"I'm very bitter, I didn't believe this would happen with peoples who are proud of their spirit of fair play." The words of Italy goalkeeper Gianluigi Buffon eight years ago after the Azzurri were eliminated from Euro 2004.
Back then in Portugal, an Italy team managed by Giovanni Trapattoni slumped wistfully out of the tournament, doing so in the cruelest of circumstances.
Following 0-0 and 1-1 draws with Denmark and Sweden respectively, the Azzurri knew that if both Scandinavian sides drew 2-2 in their final group match, then whatever happened in the corresponding game between Italy and Bulgaria would be rendered obsolete.
Low and behold, the Swedes and Danes played out a thrilling draw at the Estádio do Bessa Século XXI in Porto – final score 2-2. To add more typically Italian theatre to the piece, the Azzurri were being held by Bulgaria in Guimarães before Antonio Cassano struck a 94th minute winner; a goal he and an entire nation watching thought had won them the game and ensured qualification. As it was Denmark were winning 2-1.
Unbeknown to them, Mattias Jonson also scored a late goal. His 89th minute equalizer for Sweden ensured passage to the next round for both sides in Porto.
Upon hearing the news, a distraught Cassano broke down in tears, while a nation cried ‘fix’. FIGC (Italian Football Federation) president Franco Carraro lambasted the two sides stating, "There is no doubt that the way the Denmark versus Sweden game developed shows that the two teams were aiming for a draw. Of course, proof of that is hard to find."
Proof was indeed hard to find, and nothing came of the so-called ‘biscotto’ – a term which comes from an ice cream brand, where ice-cream is sandwiched between two biscuits which don’t touch each other, yet squeeze out the semi-frozen third party, in a manner of speaking.
However, just like any tasty treat, when you get a taste for it, you always go back for seconds and that could well happen on Monday evening in Gdansk, where Spain take on Croatia.
In reality Italy have no one but themselves to blame. They were accorded a number of chances to kill the game against Croatia on Thursday. Claudio Marchisio, Mario Balotelli and Antonio Cassano all should have had goals in the first half.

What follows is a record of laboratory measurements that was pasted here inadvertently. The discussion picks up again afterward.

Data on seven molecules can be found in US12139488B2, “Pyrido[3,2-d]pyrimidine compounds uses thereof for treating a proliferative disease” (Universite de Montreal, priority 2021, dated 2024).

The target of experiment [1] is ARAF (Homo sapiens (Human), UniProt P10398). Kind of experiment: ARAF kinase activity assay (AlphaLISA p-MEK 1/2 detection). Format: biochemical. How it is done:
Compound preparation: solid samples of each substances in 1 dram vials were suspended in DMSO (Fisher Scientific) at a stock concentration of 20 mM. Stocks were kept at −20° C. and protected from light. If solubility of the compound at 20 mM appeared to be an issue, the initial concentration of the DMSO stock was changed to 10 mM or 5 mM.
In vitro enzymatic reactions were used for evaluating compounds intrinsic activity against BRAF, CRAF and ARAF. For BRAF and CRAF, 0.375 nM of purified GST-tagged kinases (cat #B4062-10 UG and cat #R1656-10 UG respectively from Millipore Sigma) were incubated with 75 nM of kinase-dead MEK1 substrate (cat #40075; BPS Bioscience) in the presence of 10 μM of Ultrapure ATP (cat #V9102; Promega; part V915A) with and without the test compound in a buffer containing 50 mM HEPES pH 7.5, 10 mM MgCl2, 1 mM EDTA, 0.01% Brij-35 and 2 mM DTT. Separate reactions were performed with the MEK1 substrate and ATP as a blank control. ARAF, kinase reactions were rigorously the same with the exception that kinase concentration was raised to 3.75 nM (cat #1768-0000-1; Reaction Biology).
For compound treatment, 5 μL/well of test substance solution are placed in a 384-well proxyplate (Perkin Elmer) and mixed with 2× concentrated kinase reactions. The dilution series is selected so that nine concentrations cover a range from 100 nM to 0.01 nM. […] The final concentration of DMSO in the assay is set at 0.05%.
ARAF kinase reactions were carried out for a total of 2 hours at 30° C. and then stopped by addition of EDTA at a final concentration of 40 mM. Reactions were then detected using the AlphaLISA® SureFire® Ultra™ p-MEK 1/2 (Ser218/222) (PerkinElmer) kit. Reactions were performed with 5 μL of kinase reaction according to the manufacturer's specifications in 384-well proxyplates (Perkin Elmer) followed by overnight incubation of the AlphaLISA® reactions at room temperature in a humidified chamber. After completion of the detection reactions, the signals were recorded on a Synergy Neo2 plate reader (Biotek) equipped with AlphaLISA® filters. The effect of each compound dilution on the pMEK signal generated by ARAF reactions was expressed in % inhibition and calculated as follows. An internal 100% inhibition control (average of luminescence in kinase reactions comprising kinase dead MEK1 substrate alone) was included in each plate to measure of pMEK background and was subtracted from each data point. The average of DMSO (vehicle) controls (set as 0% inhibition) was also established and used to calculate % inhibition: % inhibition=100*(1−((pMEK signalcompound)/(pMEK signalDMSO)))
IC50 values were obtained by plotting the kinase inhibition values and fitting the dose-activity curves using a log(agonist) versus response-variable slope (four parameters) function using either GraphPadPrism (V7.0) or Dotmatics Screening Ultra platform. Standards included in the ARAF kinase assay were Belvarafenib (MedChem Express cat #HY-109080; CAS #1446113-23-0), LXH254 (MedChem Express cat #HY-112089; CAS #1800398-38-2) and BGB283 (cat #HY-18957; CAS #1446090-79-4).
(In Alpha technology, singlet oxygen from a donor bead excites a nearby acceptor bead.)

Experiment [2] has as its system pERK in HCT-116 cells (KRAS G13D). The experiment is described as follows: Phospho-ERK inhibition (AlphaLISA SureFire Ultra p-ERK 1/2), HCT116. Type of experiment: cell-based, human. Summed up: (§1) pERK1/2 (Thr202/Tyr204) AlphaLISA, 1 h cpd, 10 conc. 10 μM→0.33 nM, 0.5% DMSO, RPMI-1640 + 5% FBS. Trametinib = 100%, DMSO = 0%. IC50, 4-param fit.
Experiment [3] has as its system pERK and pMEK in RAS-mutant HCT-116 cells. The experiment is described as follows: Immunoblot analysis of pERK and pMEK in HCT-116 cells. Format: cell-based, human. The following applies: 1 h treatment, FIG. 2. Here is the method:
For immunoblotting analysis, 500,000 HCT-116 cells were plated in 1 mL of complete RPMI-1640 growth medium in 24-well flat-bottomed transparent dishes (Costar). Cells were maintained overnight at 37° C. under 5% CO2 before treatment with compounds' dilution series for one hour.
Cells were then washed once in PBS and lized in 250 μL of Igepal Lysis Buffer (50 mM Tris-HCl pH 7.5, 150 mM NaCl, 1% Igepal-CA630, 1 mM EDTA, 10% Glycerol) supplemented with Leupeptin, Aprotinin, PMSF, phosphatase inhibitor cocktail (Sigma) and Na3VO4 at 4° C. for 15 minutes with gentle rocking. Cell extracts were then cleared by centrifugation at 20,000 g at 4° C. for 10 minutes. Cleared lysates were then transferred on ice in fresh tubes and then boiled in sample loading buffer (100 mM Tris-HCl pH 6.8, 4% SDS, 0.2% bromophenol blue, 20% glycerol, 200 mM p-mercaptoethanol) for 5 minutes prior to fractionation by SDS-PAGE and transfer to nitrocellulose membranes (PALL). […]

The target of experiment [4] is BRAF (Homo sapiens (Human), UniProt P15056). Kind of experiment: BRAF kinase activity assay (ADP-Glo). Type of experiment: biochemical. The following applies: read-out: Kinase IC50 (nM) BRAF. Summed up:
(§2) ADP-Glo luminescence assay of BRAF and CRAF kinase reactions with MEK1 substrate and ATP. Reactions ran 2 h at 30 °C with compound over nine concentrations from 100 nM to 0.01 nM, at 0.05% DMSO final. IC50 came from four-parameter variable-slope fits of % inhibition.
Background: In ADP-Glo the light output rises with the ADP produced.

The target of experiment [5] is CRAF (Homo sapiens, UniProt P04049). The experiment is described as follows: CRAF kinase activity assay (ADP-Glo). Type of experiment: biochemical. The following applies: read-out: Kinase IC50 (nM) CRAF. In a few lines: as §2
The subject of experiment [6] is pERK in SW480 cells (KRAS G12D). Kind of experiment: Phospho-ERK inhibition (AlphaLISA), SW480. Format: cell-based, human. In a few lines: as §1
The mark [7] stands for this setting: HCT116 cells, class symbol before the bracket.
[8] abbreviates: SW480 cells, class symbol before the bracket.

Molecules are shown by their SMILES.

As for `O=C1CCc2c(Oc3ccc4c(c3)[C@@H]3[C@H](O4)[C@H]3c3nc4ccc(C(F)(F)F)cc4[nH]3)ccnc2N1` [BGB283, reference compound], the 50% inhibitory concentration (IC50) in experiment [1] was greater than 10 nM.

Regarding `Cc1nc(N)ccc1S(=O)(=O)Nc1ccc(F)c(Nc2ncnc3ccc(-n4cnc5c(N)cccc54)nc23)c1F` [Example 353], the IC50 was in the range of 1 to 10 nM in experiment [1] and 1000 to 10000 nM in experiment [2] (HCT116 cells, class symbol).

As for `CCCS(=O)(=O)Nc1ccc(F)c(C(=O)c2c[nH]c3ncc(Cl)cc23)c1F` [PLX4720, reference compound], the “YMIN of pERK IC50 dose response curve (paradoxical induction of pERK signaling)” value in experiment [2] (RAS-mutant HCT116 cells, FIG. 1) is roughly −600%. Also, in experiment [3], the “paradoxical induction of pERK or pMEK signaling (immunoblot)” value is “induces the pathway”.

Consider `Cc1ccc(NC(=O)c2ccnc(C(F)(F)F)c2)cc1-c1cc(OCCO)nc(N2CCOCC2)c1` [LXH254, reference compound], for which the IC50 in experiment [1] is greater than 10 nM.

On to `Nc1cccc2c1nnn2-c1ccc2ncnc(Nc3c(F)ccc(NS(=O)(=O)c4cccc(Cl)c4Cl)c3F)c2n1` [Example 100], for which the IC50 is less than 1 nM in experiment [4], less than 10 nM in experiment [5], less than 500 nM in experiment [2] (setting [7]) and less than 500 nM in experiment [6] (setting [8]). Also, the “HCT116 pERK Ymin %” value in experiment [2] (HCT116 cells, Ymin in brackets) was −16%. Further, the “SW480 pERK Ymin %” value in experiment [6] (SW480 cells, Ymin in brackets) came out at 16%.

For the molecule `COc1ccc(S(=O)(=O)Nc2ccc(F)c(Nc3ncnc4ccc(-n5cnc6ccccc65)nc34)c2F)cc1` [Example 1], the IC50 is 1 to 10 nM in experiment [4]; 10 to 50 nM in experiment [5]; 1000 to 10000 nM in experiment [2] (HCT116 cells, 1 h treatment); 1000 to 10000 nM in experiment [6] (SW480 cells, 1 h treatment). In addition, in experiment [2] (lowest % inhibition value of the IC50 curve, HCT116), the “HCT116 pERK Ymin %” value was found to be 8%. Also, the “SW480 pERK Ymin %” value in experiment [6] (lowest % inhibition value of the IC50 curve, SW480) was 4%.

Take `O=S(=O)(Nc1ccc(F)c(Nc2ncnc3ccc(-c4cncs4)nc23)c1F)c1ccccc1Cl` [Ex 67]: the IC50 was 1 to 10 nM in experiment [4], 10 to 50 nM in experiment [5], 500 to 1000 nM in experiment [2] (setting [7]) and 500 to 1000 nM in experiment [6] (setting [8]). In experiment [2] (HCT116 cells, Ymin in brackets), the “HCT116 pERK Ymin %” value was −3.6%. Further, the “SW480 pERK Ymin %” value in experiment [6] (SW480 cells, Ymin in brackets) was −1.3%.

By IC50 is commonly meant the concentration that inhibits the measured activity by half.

Yet they came unstuck. Tiredness has been one factor that has been used to explain the loss of impulse so evidently seen. Cassano is clearly unable to last 90 minutes, Andrea Pirlo, while still oozing class, cannot hold the midfield on his own as he used to and thus needs to enforcer types to help carry his workload, of which Thiago Motta just cannot last the pace.
This then bring you to Cesare Prandelli’s formation. The 3-5-2, which worked so well against Spain when used in a defensive manner, can also be manipulated to form an effective attacking weapon. So why were Christian Maggio and Emanuele Giaccherini so impotent going forward?
The latter was also struggling defensively and even though Giorgio Chiellini has been deemed the culprit for Croatia’s goal, I would argue that in fact Giaccherini should have been between Mario Mandžukić and the goal, and at very least in a position to make some kind of challenge.
He was in a position to see right across the line of defence and unless afflicted with some kind of visual impairment, he will have clearly seen his Juventus team mate out of position thus leaving Mandžukić isolated.
I could go on further in regards to the substitutions made but I will save that rant for another day.
So as Italy trudged off the field in Poznan and calculations were being done as to likely ramifications of the result, Spain demolished Ireland 4-0 in Group C’s other match. Producing a number of outcomes, but only one that matters – If Spain and Croatia draw 2-2 in Gdansk on Monday they both go through to the quarter-finals, knocking the Azzurri out of Euro 2012.
Whether or not you believe the two nations in question will collude to ‘fix’ the result is entirely up to you. It is possible; you only have to go to Italy to see that.
And how ironic that the Azzurri could well exit the tournament amid a ‘match-fixing’ scandal.
One sliver of hope came from Slaven Bilic who said, “Even if we have a chance to do it, we wouldn’t even consider it. I can tell the whole of Italy that, no way.”
Nevertheless, I shall leave the final word to the Corriere della Sera: “We must depend on the correctness of others. Having been burned once before, we are entitled to be fearful."
In this section
- Italy manager urges Mario Balotelli to learn and grow from Euro final loss
- Spain 4-0 Italy: Spain's dominance confirmed with rout of Italy
- Abate returns to Italy team for Euro 2012 final against Spain
- David Schiavone discusses Pirlo, Prandelli and a prolific striker
- Attempting to solve the problem of 'super' Mario Balotelli
- Italy well aware they have work to do at Euro 2012 despite final surprise
- Germany 1-2 Italy: Mario Balotelli comes of age to send Azzurri to final
- STV Sports Daily at the Euros: Germany v Italy, Euro 2012 semi-final
- Euro 2012 Talk: Podolski does Europop and have Spain become boring?
- Three lions tamed as Italy advance to the semi-finals of Euro 2012